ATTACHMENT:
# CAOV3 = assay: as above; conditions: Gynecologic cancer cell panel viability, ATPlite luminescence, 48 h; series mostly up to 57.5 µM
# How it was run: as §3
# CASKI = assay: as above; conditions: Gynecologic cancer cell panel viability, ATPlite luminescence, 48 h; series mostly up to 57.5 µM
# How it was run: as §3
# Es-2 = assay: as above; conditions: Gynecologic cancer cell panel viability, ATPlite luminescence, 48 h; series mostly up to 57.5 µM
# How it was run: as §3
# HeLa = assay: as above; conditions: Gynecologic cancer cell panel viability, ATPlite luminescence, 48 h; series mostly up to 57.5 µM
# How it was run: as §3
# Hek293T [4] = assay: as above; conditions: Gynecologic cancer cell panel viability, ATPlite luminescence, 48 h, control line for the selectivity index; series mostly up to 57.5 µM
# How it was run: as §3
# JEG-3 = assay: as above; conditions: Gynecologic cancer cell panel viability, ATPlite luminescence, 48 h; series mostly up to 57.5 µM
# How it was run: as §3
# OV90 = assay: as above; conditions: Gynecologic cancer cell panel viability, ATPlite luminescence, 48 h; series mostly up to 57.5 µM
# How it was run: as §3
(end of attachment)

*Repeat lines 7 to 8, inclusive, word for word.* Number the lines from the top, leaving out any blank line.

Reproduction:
# HeLa = assay: as above; conditions: Gynecologic cancer cell panel viability, ATPlite luminescence, 48 h; series mostly up to 57.5 µM
# How it was run: as §3